Wednesday, November 16, 2011

Databases, Languages and Addresses

Tags:  database, international addresses; foreign addresses; foreign languages

There are a couple of reasons why some mixing of languages is unavoidable in your database.  Some words or terms cannot be translated exactly or the meaning is changed by an exact translation.  This is most common in honorifics, corporate names, and corporate titles.  Sociedad Anónima (abbreviated S.A.) translates as anonymous society, as do its close counterparts in French, Italian and Portuguese, but it means Company or Corporation.  In Burmese, Daw used for women approximately 35 years old or older and those with “status”, such as teachers or lawyers.  Something is lost if this is translated to Ms. 

We should not assume that a translated delivery address will make sense to those who deliver our international mail.  One of my favorite examples of a lengthy street name is Escherheimerlandstrasse in Frankfort, Germany.  (Escherheimerlandstr. is the abbreviation.)  I am sure the translation to Escher-home-land-street would confuse the local delivery staff and at the least delay delivery.  A street name written as Nordre Fasanvej would certainly delay delivery of items to North Pheasant Way in Elkhorn, WI in the U.S. 

So, what should be translated or needs to be translated?  What should not be translated?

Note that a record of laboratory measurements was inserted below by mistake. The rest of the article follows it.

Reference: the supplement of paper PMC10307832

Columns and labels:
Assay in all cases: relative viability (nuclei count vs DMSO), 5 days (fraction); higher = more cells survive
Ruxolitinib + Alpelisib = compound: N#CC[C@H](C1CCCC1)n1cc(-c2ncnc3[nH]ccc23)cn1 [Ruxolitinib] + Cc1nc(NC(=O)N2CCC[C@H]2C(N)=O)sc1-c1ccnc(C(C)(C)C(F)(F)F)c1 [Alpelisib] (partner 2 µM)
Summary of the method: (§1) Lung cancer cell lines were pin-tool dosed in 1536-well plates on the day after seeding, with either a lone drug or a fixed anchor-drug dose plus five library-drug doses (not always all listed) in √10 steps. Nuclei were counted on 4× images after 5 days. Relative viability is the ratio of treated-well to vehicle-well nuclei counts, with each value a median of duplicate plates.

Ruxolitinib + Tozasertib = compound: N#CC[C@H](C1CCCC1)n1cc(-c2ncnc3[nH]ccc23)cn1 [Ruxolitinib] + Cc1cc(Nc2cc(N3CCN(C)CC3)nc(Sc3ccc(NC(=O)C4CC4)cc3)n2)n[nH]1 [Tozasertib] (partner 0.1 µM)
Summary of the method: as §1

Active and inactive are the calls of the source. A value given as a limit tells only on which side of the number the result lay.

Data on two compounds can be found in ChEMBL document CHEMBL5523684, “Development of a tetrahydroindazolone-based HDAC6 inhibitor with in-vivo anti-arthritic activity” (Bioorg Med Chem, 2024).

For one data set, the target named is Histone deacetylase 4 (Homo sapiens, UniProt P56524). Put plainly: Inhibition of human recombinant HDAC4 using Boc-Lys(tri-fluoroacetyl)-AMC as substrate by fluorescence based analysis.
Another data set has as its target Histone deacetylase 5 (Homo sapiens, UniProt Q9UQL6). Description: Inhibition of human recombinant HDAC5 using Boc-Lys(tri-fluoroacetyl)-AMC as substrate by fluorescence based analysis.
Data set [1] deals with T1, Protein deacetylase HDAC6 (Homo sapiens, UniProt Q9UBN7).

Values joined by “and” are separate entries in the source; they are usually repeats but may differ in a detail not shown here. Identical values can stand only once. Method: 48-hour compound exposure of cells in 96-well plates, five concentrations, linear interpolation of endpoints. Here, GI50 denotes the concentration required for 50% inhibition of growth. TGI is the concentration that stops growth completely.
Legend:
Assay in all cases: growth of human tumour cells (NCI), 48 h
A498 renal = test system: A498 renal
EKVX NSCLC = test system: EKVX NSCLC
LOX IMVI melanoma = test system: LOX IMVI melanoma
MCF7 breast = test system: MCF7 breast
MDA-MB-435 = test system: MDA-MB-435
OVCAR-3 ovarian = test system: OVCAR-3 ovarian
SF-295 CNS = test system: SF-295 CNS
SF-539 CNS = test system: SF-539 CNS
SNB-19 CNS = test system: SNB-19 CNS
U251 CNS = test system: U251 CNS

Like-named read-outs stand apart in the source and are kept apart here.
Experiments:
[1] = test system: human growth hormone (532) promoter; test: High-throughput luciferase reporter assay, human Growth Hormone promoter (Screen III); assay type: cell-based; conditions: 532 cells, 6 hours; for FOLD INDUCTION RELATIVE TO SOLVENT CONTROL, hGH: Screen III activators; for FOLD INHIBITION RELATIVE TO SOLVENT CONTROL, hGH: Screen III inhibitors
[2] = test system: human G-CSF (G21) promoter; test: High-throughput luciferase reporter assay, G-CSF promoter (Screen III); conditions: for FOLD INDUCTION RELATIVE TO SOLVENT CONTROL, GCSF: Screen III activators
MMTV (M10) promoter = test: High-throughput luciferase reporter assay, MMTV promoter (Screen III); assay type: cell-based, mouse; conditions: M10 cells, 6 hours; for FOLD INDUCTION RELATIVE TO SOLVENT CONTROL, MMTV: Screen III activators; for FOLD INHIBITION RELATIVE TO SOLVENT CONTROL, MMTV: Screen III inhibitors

1.  The country name should always be in an internationally understood language.  This means in English if mailing in the U.S. or another English-speaking country, Spanish in Spanish-speaking countries, and so on.  If mailing in a country with a less internationally known language, the country name should be written in both the local language and an internationally well-known language. 

2.  The address must be deliverable.  The company name and street or post office address must be understandable at the delivery point.  Leave it in the local language. 

3.  The city name may be very different in the local language.  For example, Livorno, Italy, is Leghorn in English.  In this case, the USPS would prefer English; Poste Italiane would prefer Italian.  What to do depends on what is being sent and the specifics of the logistics. 

4.  The addressee should not be insulted by the mode of address.  This may mean using a local honorific or one that is more complicated than the standard American English choices of Mr., Ms., Mrs., Miss or Dr.  Using local-language options increases the complexity.  Honorifics vary greatly in length, may be in all lower case, and can be placed before or after a person's name.  If you decide on local-language honorifics, take a minute to look at your web forms.  Do they support honorifics other than Mr., Ms., Mrs., Miss or Dr.?  Does a form in another language offer only English honorifics? 


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